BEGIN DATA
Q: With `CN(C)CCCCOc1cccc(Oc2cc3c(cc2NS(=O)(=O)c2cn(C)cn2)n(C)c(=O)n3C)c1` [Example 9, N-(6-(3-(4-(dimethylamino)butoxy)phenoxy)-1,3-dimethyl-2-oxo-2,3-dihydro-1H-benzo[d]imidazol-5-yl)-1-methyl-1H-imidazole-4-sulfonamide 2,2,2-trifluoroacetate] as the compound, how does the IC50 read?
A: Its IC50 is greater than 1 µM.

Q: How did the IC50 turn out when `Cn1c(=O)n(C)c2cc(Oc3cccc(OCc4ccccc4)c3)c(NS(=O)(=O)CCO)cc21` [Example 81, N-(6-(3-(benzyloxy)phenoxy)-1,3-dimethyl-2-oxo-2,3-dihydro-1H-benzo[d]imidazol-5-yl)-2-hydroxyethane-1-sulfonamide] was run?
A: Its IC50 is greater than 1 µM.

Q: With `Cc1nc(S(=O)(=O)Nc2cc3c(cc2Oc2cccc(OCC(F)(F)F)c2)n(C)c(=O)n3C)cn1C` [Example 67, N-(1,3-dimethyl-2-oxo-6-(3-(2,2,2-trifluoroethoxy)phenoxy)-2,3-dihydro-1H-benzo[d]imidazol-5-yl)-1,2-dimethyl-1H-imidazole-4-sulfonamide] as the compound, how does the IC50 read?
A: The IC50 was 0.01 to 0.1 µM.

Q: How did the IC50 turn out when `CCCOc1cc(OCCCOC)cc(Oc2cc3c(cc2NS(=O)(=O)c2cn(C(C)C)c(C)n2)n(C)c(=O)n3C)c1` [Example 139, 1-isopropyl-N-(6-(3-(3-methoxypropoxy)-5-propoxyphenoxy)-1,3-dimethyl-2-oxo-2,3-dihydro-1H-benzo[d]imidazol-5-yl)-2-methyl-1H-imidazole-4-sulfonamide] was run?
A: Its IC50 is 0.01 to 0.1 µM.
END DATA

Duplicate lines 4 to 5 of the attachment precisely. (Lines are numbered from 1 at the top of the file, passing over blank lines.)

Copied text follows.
A: Its IC50 is greater than 1 µM.

Q: With `Cc1nc(S(=O)(=O)Nc2cc3c(cc2Oc2cccc(OCC(F)(F)F)c2)n(C)c(=O)n3C)cn1C` [Example 67, N-(1,3-dimethyl-2-oxo-6-(3-(2,2,2-trifluoroethoxy)phenoxy)-2,3-dihydro-1H-benzo[d]imidazol-5-yl)-1,2-dimethyl-1H-imidazole-4-sulfonamide] as the compound, how does the IC50 read?